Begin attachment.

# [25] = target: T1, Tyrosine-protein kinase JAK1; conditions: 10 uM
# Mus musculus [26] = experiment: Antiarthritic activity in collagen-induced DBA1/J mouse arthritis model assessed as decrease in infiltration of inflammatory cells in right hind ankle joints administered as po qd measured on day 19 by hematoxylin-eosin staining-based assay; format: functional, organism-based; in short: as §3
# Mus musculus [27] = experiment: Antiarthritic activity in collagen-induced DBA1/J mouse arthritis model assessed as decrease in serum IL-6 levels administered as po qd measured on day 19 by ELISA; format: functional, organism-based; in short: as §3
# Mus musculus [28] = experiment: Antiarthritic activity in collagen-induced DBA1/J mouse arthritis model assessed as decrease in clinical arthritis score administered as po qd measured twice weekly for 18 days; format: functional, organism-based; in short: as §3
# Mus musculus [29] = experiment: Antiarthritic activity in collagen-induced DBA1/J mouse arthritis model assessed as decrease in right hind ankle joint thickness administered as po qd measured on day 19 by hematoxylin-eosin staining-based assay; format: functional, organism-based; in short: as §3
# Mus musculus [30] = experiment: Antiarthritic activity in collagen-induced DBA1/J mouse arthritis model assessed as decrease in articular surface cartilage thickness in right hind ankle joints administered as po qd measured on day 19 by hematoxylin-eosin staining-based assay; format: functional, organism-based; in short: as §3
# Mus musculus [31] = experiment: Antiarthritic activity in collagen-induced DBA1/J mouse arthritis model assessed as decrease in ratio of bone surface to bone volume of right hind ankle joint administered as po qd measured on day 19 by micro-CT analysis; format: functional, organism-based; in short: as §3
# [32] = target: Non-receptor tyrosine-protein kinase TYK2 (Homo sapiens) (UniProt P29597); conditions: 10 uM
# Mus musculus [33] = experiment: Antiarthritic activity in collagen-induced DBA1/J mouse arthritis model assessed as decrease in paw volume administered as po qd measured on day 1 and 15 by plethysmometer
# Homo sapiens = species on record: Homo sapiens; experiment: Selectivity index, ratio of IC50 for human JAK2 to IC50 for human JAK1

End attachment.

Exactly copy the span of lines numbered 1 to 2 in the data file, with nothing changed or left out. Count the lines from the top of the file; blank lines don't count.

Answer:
# [25] = target: T1, Tyrosine-protein kinase JAK1; conditions: 10 uM
# Mus musculus [26] = experiment: Antiarthritic activity in collagen-induced DBA1/J mouse arthritis model assessed as decrease in infiltration of inflammatory cells in right hind ankle joints administered as po qd measured on day 19 by hematoxylin-eosin staining-based assay; format: functional, organism-based; in short: as §3